"In many disciplines, for the majority of graduates, the Ph.D. indicates the logical conclusion of an academic career." Marc Bousquet

Friday, June 10, 2011

An Article About Adjuncts Readers Should Read

A few posts back, I posed the question to readers of whether the Ph.D. was worth it. Most of you that commented said no.

The author of an article out today answers more or less how I would:

No one pursues a career as a college professor in order to become rich. Professors do what they do because they are passionate about research and teaching. And if you recently earned a Ph.D., you know well that the years you devoted to inquiry, research, writing, and sharing your knowledge in the classroom weren’t wasted.
At the same time, passion doesn’t put food on the table, and a middle-class wage is a very reasonable expectation.
A decade ago, it was possible to say that persistence and a year or two on the adjunct track would pay off. “Stick it out,” advisers would say, “You’ll get a job eventually,” and they were right. But that advice is outdated: “Since that time, faculty work has become more fragmented, unsupported, and destabilized,” and “the proportion of faculty who are appointed each year to tenure-line positions is declining at an alarming rate.”
If you are a prospective or current graduate student today wondering if completing the Ph.D. is worth it, the answer in 2011 is almost unequivocally no—not unless you are independently wealthy and can afford to live “the life of the mind” without ever having to worry about how to support yourself or feed your family.
In other words, whether or not the Ph.D. is "worth it" depends on whether you currently are at the beginning of graduate school or at the end, already with Ph.D. in hand.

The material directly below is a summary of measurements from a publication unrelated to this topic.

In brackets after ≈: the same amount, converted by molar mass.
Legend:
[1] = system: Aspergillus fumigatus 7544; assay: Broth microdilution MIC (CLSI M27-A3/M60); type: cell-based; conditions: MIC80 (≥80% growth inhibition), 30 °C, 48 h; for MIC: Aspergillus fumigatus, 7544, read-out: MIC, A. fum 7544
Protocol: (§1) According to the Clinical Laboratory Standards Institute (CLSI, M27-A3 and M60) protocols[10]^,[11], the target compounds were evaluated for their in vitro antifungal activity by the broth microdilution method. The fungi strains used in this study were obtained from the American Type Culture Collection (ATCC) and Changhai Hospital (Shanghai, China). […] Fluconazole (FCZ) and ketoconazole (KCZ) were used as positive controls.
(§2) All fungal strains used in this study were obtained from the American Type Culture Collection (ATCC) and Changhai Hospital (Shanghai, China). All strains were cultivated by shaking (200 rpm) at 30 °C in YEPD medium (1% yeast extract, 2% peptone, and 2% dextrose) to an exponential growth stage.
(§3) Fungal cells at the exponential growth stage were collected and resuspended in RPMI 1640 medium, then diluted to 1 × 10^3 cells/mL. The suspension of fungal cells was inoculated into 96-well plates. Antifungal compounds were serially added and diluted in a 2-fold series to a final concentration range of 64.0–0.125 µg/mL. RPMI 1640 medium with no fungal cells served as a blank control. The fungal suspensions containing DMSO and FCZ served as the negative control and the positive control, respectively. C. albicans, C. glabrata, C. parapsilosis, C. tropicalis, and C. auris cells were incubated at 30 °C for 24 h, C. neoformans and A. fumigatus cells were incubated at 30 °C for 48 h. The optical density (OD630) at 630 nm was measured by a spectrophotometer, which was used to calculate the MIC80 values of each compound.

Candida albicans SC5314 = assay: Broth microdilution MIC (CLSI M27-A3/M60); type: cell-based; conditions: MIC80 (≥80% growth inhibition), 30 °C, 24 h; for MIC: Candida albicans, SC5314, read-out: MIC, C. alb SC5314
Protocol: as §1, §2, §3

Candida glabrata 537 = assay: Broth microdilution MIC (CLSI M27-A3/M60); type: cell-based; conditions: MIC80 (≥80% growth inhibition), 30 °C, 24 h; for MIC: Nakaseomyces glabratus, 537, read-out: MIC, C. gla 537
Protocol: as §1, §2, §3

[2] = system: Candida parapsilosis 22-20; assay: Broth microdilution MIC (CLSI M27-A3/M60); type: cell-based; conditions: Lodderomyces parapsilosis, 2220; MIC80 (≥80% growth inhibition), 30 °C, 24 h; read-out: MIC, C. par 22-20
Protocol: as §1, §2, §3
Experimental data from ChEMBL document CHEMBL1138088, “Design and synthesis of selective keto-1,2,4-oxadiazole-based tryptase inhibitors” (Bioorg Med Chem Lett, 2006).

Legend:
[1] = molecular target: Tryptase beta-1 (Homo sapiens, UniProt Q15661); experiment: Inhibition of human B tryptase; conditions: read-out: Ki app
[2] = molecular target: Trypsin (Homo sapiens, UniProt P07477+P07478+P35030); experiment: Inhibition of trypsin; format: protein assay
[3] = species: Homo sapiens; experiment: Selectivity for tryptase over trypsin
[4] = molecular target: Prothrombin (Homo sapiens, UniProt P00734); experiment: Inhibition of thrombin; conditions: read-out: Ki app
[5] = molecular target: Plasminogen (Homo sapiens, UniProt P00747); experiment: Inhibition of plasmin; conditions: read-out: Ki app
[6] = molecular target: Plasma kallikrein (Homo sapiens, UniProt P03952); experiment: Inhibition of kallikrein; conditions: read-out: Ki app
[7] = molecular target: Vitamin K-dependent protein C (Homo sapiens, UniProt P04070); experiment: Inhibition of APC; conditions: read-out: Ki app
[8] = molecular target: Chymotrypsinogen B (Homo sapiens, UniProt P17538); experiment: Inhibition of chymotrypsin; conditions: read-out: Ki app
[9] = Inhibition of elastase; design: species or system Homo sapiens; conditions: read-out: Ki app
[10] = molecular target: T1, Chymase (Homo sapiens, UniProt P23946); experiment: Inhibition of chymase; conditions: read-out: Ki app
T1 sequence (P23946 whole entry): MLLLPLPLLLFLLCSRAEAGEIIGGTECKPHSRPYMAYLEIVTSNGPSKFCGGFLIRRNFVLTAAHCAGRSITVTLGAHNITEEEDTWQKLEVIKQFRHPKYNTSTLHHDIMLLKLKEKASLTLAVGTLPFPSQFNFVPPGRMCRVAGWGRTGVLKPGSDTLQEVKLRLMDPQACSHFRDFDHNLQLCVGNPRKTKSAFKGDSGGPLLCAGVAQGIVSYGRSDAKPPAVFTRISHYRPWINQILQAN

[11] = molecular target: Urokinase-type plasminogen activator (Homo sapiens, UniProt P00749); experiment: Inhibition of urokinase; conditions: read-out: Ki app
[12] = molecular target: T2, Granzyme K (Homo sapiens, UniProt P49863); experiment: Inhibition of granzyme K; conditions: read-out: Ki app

The noneconomic value of doing the Ph.D. is not negligible, but advisers need to do a better job of emphasizing the economic realities. And graduate programs need to do a better job of preparing graduate students -- those who want to give it a shot in spite of the job prospects -- for those realities, so that they can hit the ground running in the nonacademic job world if they don't want to or can't afford to work as adjuncts once they're finished.

Like, at my Grad U for example, in addition to the useless certificates in teaching and critical theory offered, they might have offered Ph.D. students the opportunity to earn a certificate in professional writing. Graduate students in English acquire strong writing skills inevitably, but it's hard to convince nonacademic human resources people without some documentation, like a certificate and/or a portfolio of some kind that demonstrates you can not only teach writing but write all the dumb stuff (fact sheets, press releases, summaries, reports, etc.) they want proof you have "experience" writing.

Go read the whole article here.


  1. Thank you for both posting this article...and for your thoughts. Yes, you're right.."In other words, whether or not the Ph.D. is "worth it" depends on whether you currently are at the beginning of graduate school or at the end, already with Ph.D. in hand."

    Sadly, I'm forced to conclude that since departments aren't really being honest and upfront about the job situation for their doctoral students.

  2. Hi Anthea,

    Yes, some departments are not honest, not with their graduate students or with themselves. I also think, though, that some -- and especially some advisers -- are actually well meaning but are looking at the job situation through an outdated lens. Advisers look at their bright, talented students and see a lot of potential. They want them to succeed in the profession. Especially if the advisers are older, they look at those students through their own experiences of what has always been a competitive job market and say, "Hey, just stick it out. I did, and it turned out well for me. It will for you, too." But that just doesn't hold anymore.